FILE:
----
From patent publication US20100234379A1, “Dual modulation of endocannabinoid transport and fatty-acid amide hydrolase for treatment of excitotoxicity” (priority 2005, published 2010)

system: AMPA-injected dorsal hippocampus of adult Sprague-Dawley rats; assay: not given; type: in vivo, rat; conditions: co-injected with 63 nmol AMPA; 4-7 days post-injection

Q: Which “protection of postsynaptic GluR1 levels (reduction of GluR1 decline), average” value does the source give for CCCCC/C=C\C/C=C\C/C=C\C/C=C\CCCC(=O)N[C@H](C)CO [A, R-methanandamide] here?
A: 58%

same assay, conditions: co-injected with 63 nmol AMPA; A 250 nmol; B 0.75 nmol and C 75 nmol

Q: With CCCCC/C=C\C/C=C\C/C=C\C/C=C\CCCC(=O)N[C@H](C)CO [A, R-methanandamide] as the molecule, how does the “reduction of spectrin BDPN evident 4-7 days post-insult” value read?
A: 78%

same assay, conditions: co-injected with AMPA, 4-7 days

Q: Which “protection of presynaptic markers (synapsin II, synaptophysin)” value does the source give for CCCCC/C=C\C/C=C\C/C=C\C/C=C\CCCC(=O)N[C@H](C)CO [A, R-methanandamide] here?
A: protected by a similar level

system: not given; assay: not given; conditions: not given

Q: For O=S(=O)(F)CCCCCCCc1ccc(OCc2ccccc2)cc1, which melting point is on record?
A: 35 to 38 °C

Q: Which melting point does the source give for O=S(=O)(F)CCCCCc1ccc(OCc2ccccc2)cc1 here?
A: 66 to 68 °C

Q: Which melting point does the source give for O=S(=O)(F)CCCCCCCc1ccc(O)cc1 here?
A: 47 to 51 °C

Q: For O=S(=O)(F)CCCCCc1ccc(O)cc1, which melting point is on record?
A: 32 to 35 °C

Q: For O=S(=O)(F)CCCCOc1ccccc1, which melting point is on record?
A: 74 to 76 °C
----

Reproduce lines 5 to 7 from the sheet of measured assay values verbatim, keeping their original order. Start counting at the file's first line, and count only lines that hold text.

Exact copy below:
same assay, conditions: co-injected with 63 nmol AMPA; A 250 nmol; B 0.75 nmol and C 75 nmol

Q: With CCCCC/C=C\C/C=C\C/C=C\C/C=C\CCCC(=O)N[C@H](C)CO [A, R-methanandamide] as the molecule, how does the “reduction of spectrin BDPN evident 4-7 days post-insult” value read?
A: 78%